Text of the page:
On our second day in Anza-Borrego Desert State Park, we hiked the Borrego Palm Canyon Trail. There were plenty of people, and the trail was awash in desert flowers. The clouds of blooms were mainly shades of yellow and purple (desert dandelion, Parrish’s poppies, phacelia), with greenery and smatterings of other colors thrown in. The trail was pretty easy for a long stretch. Mountainsides jutted up sharply on either side of us, but far away on one side. There were streams (or maybe just one stream) flowing with cold water, and we had to cross all of these, usually on stepping stones or a log bridge. Closer to the palm oasis that was the endpoint of the trail, the path grew steeper and rockier in places.
The oasis itself was a circle of California fan palms, the only native California palm tree. It was deliciously cool in the shade. Nearby, a shallow stream was flowing, and it seemed you could wade up it to find a waterfall. This sounded lovely, but a bunch of people had just arrived, so we opted to start the hike back. We stumbled upon some more ghost flowers along the trail, but alas, we didn’t meet any bighorn sheep.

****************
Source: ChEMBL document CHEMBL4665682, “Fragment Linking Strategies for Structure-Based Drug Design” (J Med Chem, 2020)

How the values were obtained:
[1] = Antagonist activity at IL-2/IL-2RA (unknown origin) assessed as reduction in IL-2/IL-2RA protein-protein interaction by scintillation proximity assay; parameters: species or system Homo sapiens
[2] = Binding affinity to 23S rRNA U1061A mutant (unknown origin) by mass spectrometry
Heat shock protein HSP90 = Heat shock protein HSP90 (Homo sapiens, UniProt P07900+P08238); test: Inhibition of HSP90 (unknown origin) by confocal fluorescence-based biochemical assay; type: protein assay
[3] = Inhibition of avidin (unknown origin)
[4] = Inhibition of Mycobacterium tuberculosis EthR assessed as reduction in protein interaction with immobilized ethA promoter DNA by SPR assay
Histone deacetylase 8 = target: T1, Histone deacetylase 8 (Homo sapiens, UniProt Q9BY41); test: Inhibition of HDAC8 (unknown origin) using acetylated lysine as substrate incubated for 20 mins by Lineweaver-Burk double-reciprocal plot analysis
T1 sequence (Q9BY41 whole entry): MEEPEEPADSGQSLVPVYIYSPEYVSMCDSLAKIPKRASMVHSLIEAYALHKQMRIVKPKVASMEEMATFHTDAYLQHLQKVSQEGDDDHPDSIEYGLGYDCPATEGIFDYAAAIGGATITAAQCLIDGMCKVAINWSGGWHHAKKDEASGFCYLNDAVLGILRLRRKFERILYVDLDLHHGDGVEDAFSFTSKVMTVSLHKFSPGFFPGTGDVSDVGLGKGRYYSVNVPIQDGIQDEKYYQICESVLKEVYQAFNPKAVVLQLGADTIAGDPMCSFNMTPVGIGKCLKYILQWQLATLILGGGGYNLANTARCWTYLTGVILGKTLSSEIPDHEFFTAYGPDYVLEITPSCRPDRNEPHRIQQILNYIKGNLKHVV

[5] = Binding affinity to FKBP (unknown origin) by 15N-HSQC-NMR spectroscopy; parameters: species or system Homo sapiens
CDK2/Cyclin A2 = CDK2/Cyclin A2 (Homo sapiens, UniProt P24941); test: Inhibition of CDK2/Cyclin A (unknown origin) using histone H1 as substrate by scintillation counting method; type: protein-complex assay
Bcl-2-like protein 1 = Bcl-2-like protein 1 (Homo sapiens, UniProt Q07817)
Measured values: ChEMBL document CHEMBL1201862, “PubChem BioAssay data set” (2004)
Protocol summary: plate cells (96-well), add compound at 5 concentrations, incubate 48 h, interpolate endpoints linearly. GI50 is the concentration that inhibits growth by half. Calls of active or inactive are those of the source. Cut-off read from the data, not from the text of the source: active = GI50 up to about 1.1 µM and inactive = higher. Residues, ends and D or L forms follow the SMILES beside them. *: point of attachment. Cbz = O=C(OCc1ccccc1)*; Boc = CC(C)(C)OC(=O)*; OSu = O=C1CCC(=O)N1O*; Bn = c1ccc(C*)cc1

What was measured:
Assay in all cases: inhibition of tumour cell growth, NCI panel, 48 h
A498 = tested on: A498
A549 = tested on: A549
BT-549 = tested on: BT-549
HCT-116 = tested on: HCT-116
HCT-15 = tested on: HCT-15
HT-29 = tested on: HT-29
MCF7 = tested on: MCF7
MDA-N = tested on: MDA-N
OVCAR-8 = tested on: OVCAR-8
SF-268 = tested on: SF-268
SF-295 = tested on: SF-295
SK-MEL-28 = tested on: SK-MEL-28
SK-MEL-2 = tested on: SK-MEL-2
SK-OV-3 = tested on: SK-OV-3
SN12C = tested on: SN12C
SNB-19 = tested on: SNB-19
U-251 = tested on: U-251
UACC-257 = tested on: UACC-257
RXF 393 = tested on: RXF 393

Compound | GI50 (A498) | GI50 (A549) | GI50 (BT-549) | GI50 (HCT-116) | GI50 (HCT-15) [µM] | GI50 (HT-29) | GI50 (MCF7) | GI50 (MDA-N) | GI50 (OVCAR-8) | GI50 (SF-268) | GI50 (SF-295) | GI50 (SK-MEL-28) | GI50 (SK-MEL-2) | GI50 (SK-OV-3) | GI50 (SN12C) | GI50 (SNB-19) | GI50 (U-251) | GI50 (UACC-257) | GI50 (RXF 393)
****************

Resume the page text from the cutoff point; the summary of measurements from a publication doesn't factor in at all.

On the drive back from the state park, we saw along the freeway near Lake Elsinore (lately overwhelmed by superbloom seekers) the hillsides coated in orange California poppies that are the signature of this year’s superbloom. The flowers do make impressive patches of color.
Back in Los Angeles, we visited the Getty Museum, where the illuminated manuscripts exhibit was Artful Words: Calligraphy in Illuminated Manuscripts. As usual, I tried to read the French texts. There was an amusing legend to an illustration in The Visions of the Knight Tondal: “The Good But Not Very Good Are Nourished by a Fountain”. Sounds like Not Very Good is good enough, then? This particular exhibit featured a lot of pages from books of music, which I’m a big fan of.
On the final day of our vacation, we visited the Getty Villa.